Given the lengthy purchase cycle for new cars and the intense competitiveness of the market, car dealers have a special challenge in creating loyal customers. Is it worth it? A linkage study funded by MaritzCX “showed them the money.”
While all businesses would likely agree they want customers to leave happy, it can be challenging to justify an investment in the larger customer experience. To help measure the financial return, MaritzCX carried out a study to calculate how improving a customers’ car-buying experiences positively impacts a car dealership’s bottom line.
The study found that the average car dealership could generate an additional $106,315 per year in gross profit by making their customer’s experience a top priority.
“It’s always been assumed that happy customers are good for business, but this study provides hard data to back up that theory,” said Chris Travell, vice president of strategic consulting for MaritzCX. “For many dealerships, when it comes to improving the customer experience, they say – what’s in it for me? Now, customer service should be seen as a profit-generating endeavor, and we can actually calculate the payoff.”
Loyalty drives vehicle sales.
To determine the financial impact, the study examined two areas that drive profit for dealerships – vehicle sales and service revenues – to determine the potential incremental profits. Models were created estimating the impact on an average dealership’s sales and service gross profits due to an increase or decrease in customer satisfaction scores by one level. For example, people moving from feeling “very satisfied” to “completely satisfied” with the car-buying experience. The average dealership sells 726 vehicles per year. By increasing satisfaction by one level our projections showed that the average dealer would sell an additional 329 vehicles.
We found that when in the market for a new car, satisfied customers were much more likely to return to the dealership where they bought their previous car compared to less satisfied customers. This is intuitive but the study went a step further by calculating the financial benefit, determining that a dealership could earn more than $64,000 each year in additional sales profits if the dealers were able to increase their customers’ satisfaction over the lifetime of their vehicle by one level.
Service loyalty brings in maintenance and repair revenues
The study also revealed how customers’ satisfaction with their car-buying experience affected the likelihood of them visiting the dealership for future maintenance and repairs. A similar analysis found an estimated increase in service profits for the average dealership of $41,646 per year. Combining additional sales profits with service profits reveals a potential incremental gross profit of $106,315 per year for the average dealership.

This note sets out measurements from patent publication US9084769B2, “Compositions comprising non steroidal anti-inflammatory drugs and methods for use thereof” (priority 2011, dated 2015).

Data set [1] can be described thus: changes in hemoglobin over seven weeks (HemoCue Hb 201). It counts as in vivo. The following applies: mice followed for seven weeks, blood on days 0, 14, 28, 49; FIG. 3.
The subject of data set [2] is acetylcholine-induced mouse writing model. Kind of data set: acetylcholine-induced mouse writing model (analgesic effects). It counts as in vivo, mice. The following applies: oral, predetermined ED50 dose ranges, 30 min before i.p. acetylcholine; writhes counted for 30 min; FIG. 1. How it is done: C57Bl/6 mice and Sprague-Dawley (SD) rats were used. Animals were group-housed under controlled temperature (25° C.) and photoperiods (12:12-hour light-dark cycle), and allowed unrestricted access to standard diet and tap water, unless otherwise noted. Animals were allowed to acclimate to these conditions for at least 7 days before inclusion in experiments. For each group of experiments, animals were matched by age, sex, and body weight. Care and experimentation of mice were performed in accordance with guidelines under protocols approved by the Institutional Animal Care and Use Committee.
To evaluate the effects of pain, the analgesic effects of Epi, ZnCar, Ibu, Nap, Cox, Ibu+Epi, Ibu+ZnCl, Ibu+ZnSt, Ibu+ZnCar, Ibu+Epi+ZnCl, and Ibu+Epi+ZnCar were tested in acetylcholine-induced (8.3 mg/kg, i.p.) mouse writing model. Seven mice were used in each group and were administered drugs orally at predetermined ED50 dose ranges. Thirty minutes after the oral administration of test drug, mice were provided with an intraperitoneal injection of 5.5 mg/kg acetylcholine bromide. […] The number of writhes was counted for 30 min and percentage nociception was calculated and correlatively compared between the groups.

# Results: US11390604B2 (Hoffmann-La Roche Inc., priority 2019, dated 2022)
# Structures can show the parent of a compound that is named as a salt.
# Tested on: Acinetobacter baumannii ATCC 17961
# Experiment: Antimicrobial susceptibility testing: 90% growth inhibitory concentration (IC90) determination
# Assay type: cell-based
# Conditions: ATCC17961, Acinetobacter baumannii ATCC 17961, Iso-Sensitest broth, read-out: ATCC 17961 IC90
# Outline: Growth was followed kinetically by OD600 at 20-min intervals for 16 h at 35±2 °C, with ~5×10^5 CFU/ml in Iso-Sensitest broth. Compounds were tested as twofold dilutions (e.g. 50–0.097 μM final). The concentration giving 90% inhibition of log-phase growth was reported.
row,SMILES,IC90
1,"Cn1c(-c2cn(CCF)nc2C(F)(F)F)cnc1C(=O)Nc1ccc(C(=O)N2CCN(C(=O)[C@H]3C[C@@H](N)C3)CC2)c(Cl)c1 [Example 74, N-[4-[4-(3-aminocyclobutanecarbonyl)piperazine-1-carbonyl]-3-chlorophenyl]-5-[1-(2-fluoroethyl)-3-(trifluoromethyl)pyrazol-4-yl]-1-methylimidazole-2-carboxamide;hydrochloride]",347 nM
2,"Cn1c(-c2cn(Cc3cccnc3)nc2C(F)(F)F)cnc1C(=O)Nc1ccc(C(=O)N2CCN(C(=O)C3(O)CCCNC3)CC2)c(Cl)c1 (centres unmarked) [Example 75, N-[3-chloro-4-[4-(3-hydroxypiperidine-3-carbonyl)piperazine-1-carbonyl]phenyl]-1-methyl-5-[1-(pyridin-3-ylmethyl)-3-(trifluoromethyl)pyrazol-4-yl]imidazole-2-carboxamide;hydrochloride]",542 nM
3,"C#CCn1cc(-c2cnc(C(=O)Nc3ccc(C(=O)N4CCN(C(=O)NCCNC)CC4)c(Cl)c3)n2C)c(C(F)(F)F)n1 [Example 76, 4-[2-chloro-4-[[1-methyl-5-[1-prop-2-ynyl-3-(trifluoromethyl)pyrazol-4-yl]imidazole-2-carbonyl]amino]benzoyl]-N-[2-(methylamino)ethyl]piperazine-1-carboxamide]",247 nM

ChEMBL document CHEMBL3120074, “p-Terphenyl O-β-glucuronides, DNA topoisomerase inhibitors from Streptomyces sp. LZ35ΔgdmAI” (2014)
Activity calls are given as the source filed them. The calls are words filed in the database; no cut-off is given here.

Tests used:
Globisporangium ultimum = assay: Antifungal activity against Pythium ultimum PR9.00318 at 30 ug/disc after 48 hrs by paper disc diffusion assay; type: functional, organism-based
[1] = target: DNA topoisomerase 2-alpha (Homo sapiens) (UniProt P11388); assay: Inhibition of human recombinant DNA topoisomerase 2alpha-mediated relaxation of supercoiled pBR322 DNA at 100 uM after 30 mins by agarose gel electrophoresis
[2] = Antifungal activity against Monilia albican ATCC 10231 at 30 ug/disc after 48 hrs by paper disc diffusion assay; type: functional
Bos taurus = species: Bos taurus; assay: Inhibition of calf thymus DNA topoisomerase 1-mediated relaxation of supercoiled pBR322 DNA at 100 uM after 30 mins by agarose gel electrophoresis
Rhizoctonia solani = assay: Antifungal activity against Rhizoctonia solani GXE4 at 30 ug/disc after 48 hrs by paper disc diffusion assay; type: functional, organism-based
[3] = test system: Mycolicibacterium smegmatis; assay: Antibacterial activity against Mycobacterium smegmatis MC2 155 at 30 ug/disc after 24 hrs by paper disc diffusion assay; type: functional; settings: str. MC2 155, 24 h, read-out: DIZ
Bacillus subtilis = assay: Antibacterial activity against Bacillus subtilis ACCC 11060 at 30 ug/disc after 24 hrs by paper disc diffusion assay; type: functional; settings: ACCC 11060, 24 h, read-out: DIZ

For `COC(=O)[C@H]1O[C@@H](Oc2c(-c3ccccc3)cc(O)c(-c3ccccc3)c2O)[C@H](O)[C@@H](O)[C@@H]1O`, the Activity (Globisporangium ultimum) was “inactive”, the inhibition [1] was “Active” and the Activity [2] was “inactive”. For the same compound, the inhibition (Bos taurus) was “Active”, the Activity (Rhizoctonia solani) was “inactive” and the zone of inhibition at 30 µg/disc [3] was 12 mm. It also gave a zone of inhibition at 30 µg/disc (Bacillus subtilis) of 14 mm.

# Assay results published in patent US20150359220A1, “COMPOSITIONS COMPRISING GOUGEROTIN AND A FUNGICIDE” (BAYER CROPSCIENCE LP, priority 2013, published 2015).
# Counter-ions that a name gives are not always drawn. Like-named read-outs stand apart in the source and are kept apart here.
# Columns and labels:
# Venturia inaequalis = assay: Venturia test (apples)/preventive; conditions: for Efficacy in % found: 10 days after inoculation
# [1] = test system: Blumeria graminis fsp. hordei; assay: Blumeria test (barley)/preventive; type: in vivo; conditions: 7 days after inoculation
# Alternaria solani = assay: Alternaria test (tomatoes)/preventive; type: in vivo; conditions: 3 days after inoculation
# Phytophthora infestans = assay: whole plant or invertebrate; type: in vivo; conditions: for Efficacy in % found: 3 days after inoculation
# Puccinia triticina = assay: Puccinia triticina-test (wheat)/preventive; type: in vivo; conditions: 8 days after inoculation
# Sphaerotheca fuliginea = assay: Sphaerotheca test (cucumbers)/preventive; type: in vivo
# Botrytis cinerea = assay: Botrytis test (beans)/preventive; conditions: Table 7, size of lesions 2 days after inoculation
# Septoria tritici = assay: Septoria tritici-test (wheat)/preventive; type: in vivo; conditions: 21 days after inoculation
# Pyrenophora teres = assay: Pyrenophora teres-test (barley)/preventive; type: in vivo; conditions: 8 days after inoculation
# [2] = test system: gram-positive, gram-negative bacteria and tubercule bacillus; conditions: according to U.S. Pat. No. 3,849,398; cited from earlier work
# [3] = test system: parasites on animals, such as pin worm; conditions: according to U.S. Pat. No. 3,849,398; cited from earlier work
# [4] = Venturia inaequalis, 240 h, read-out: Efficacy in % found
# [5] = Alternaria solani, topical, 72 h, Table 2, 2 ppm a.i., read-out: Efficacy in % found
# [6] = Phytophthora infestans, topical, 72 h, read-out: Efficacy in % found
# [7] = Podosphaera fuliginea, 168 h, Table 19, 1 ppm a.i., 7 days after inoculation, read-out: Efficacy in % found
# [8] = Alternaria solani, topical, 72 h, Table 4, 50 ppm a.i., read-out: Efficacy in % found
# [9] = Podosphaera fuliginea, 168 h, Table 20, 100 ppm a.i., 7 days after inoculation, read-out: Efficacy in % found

Dissatisfaction hurts profits
A similar analysis was performed to model the possible effects of customer satisfaction decreasing one level. This found a potential decrease in gross profit of $191,624 per year. “When dealerships consider investing in improvements to their customers’ car-buying experience, this model will help them understand exactly what financial benefit they can expect. This is essential in justifying the cost of customer experience improvement initiatives,” said Travell. “It also shows what’s possible, if dealers choose to ignore this reality and change the mind-set that customer service doesn’t matter that much.”
MaritzCX can take the data and produce proof points to show the value of satisfying customers. Various financial measures can be modeled from the different satisfaction segments. These can be very valuable for internal communications, and with dealers, making the linkage program highly actionable.
For example, retailers can be grouped based on their overall customer groups from the poorest performing retailers to best performing retailers.
We can then look at how these retailers perform on profitability, loyalty and customer experience measures.
Linkage analysis bolsters the effectiveness of customer experience measurement in two ways. First, linkage justifies the measurement of customer experience in terms of valuable business outcomes. Second, it helps organizations align people and operational processes targeted at improvements in customer experience. Whether simple or complex, linkage requires discipline when merging of datasets and modeling of relationships between them. Linkage pays off this investment, however, by contributing greatly to the credibility and actionability of customer experience programs.